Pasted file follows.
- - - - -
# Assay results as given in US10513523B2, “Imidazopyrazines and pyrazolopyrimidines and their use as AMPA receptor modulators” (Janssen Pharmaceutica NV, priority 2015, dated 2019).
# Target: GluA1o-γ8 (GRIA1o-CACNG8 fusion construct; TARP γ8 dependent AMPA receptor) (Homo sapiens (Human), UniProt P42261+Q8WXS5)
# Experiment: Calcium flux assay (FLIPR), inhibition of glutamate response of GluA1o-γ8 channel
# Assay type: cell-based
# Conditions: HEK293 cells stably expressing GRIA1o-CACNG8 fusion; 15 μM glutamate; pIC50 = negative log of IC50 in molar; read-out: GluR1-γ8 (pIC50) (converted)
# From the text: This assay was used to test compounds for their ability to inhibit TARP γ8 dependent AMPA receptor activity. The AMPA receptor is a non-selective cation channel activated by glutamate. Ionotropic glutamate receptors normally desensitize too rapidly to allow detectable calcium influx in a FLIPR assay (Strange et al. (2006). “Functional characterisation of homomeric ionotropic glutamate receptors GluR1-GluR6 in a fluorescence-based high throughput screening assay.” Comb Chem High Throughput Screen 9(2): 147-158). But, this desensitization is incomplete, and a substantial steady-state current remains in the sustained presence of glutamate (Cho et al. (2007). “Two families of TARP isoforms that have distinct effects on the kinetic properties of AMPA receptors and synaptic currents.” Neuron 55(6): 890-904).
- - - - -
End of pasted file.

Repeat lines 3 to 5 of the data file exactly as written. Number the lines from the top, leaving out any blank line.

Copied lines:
# Experiment: Calcium flux assay (FLIPR), inhibition of glutamate response of GluA1o-γ8 channel
# Assay type: cell-based
# Conditions: HEK293 cells stably expressing GRIA1o-CACNG8 fusion; 15 μM glutamate; pIC50 = negative log of IC50 in molar; read-out: GluR1-γ8 (pIC50) (converted)